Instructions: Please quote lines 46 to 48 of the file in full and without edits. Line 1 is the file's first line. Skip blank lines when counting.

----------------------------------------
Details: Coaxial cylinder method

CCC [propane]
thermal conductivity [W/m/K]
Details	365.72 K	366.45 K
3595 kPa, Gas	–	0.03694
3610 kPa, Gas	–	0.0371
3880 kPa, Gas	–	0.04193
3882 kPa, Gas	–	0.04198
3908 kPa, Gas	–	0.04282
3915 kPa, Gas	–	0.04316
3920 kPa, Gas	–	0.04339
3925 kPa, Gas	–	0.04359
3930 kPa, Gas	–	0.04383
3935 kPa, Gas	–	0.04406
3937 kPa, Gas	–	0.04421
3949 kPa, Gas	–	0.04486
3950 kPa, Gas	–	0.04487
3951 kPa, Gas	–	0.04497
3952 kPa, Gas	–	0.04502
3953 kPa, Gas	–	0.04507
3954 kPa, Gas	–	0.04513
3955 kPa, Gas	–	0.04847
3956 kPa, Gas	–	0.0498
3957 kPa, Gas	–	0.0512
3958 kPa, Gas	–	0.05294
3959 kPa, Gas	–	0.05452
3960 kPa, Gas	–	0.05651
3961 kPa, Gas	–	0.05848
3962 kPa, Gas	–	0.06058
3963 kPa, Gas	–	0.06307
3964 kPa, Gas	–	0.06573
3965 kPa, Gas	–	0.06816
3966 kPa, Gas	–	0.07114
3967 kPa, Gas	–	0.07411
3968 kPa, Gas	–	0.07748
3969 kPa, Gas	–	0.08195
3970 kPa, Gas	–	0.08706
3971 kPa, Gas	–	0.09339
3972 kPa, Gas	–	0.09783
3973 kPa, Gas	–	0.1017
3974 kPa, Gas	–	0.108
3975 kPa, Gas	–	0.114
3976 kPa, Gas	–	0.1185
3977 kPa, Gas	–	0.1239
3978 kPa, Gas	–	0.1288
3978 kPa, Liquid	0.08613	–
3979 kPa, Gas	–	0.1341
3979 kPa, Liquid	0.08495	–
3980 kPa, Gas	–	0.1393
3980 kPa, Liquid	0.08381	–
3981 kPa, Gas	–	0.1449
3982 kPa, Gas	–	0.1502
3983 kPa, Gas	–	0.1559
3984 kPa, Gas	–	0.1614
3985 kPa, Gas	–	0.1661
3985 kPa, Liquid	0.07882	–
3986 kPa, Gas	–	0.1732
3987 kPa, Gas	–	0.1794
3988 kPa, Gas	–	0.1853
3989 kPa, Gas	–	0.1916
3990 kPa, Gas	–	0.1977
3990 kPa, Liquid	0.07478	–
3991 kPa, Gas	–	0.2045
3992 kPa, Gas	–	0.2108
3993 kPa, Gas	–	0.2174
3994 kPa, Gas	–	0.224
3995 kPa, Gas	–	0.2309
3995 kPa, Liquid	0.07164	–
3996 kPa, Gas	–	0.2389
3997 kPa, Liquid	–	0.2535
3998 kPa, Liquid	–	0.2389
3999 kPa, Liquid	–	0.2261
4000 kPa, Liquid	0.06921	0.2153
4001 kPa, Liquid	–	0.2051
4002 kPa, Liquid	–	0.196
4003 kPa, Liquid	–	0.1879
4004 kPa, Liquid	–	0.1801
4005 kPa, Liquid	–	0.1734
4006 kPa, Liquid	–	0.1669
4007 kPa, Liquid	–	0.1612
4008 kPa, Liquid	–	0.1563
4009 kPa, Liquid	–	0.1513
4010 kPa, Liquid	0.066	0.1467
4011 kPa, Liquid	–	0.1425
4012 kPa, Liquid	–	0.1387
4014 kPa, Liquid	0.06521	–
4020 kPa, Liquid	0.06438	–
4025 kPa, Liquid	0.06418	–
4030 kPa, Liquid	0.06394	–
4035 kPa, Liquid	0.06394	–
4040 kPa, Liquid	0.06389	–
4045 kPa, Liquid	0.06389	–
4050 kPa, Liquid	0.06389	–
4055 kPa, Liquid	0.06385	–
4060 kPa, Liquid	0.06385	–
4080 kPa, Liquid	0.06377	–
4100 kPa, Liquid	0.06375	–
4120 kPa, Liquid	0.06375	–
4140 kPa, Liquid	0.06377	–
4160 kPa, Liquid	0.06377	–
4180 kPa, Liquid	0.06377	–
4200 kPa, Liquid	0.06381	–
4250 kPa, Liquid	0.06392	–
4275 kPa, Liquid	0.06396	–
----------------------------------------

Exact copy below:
3978 kPa, Liquid	0.08613	–
3979 kPa, Gas	–	0.1341
3979 kPa, Liquid	0.08495	–